I think I was about 17 when we got our first family computer. The luxury of Windows 95, the opportunity to play The Oregon Trail, a free Encarta Encyclopedia CD-ROM and the world was my oyster. At some point during my upper-sixth year, I also vaguely recall being taken to the 'study centre' where our A-level history group was introduced to “the Internet” – back in the days when, for some reason, it had a capital I.
I think it’s fair to say that such things were not quite an essential for education in the late 90s. It was a great joy to be able to submit my final project as a typed document – not least because of my dreadful handwriting – but it certainly wasn’t the expectation. Things have moved on somewhat in the intervening 20-odd years.
Recent events have served to highlight how much the internet and technology are part of our lives now. Imagine surviving endless social distancing, and sometimes periods of complete social isolation, without the ability to Skype with family, join Zoom meetings with school, and place orders for deliveries of essentials online. Although, of course, for some of the families our schools serve, there is no need to imagine – it is their reality.
As much as we might bemoan the fact that so many primary-aged pupils carry mobile phones to school, or that they are tied to their screens so often, the concerns are just as great at the other end of the spectrum, especially when trying to manage distance learning during a pandemic. As much as we might aim to set tasks that don’t rely on an internet connection, there’s no denying that having a functioning web-enabled device opens up a whole world of learning that is otherwise completely closed to some families.
Coronavirus: Internet access for disadvantaged pupils
For that reason, I must cautiously welcome the Department for Education’s proposals to offer connectivity to disadvantaged pupils, although, as ever, the devil will be in the detail. The official releases in the early hours of Sunday morning spoke of providing laptops, tablets and 4G routers to disadvantaged pupils, but the plan was couched carefully in vague terms.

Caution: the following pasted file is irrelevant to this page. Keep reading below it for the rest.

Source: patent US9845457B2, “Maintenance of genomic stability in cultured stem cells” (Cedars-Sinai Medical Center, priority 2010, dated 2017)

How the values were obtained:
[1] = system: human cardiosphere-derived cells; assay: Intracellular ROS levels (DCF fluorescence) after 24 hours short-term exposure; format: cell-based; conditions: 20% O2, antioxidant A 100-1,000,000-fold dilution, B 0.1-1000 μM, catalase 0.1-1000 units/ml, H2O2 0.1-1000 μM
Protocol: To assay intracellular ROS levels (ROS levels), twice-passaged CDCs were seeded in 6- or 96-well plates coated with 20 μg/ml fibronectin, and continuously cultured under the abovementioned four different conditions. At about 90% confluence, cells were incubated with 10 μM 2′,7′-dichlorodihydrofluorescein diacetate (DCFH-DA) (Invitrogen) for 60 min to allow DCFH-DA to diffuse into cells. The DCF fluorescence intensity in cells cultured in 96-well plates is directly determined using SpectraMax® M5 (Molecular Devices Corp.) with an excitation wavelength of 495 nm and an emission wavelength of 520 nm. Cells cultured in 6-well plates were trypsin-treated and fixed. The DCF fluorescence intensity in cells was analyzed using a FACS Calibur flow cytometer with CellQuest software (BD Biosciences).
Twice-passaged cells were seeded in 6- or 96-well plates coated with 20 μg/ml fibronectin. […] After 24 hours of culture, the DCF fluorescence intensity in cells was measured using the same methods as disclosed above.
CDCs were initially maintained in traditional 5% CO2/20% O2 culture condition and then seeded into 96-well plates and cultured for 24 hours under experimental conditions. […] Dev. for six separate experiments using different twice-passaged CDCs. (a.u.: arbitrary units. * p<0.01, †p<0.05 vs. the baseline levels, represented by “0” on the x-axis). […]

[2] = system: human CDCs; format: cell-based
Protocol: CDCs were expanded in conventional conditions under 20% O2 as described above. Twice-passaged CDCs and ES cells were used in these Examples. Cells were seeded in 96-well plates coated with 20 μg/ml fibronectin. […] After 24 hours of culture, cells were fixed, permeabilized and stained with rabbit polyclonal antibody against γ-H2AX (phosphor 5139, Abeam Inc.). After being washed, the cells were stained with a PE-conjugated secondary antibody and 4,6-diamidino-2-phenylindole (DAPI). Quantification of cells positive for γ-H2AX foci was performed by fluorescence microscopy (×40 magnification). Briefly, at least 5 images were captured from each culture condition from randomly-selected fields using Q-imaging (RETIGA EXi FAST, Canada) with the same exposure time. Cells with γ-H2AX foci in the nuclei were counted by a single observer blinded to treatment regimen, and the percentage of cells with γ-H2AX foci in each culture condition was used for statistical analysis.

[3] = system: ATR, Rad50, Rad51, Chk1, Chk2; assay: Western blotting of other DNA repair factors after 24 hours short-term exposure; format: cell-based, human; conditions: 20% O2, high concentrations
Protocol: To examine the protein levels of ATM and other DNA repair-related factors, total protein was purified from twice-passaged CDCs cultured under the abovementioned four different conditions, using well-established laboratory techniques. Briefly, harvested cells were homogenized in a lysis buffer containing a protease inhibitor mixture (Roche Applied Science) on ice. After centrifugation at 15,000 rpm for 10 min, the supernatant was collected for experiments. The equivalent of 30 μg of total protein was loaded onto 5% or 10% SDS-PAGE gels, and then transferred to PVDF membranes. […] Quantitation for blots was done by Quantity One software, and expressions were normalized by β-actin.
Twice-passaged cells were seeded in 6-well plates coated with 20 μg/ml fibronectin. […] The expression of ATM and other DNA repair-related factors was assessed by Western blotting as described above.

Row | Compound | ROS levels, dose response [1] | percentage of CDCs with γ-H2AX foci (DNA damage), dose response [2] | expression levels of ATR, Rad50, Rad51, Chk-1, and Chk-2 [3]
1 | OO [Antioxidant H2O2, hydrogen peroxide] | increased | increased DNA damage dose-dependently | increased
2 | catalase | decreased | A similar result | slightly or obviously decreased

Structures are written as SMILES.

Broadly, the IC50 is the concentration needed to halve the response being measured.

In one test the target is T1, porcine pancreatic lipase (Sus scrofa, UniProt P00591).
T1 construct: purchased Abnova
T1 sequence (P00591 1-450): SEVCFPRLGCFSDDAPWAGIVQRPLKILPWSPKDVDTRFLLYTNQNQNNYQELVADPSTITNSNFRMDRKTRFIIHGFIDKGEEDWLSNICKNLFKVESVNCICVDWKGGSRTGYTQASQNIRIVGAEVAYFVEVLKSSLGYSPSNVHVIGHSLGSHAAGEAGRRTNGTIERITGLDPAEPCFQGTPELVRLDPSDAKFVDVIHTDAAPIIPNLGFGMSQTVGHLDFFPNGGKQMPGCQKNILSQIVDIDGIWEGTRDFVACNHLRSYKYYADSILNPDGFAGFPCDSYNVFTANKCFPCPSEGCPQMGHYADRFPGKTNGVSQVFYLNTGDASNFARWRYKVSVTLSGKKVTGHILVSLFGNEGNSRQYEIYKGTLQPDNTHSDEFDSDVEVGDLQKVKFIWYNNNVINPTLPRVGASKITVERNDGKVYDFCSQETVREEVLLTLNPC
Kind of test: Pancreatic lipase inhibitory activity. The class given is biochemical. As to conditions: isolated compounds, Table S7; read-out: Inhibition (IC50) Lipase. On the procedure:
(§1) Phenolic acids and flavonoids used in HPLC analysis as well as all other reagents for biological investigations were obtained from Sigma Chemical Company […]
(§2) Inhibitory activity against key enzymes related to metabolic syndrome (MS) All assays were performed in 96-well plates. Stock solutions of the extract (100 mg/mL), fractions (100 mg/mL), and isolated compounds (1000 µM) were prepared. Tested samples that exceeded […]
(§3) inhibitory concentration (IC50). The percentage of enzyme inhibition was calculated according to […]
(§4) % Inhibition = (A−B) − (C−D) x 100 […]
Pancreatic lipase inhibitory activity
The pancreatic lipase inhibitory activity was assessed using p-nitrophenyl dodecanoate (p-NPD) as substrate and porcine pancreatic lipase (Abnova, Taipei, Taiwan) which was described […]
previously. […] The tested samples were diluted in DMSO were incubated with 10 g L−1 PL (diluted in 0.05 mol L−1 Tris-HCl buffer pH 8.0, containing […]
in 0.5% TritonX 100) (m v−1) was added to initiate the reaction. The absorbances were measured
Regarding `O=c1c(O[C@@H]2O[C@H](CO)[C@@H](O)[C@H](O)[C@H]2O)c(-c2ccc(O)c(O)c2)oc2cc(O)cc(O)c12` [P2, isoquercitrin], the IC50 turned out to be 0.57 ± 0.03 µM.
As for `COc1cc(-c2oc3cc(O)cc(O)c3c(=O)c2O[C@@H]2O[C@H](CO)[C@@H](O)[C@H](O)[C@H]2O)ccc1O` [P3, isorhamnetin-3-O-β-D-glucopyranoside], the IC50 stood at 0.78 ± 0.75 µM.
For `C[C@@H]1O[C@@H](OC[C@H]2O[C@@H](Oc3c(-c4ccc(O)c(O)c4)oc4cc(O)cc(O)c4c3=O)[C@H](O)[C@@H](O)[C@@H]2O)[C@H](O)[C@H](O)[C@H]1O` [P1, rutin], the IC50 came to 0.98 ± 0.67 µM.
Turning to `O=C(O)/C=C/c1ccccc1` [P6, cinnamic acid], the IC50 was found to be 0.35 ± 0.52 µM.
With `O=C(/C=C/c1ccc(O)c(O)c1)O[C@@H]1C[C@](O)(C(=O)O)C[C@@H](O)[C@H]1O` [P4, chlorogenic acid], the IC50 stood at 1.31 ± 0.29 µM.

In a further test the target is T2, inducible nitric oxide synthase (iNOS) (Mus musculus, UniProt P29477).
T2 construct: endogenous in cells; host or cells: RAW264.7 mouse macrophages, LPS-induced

First, it was the description that it would be for those “in the most vital stages of their education”. Now, in my own opinion, that would mean the early years, but I didn’t actually think that that was what the DfE had in mind. It became clearer that evening when education secretary Gavin Williamson suggested that this meant pupils in Year 10.
There’s also the offer of devices for those pupils who have a social worker. That’s great news for that small group, although I’m not persuaded that having a social worker is the greatest indicator of need. There are huge numbers of families, not in regular distress but working hard to get on with life in low-paid roles, or insecure jobs that make purchasing expensive devices and paying for broadband contracts a tall order. Where’s the help for them?
No doubt during this period of closure there will be many schools and teachers discovering levels of need in their communities that they never knew existed. Children who turn up to school regularly, well turned-out and clearly well cared for, might, nevertheless, be in dire need of support to access all the opportunities of online learning.
The government should be commended for taking action to tackle this vital area of need, but I fear that the scheme on offer will do little more than scratch the surface. There’s a bigger issue here that remains to be addressed, and will continue to need attention in the future. We could do with making a connection to the online world part of every child’s new normal.
Michael Tidd is headteacher at East Preston Junior School in West Sussex. He tweets @MichaelT1979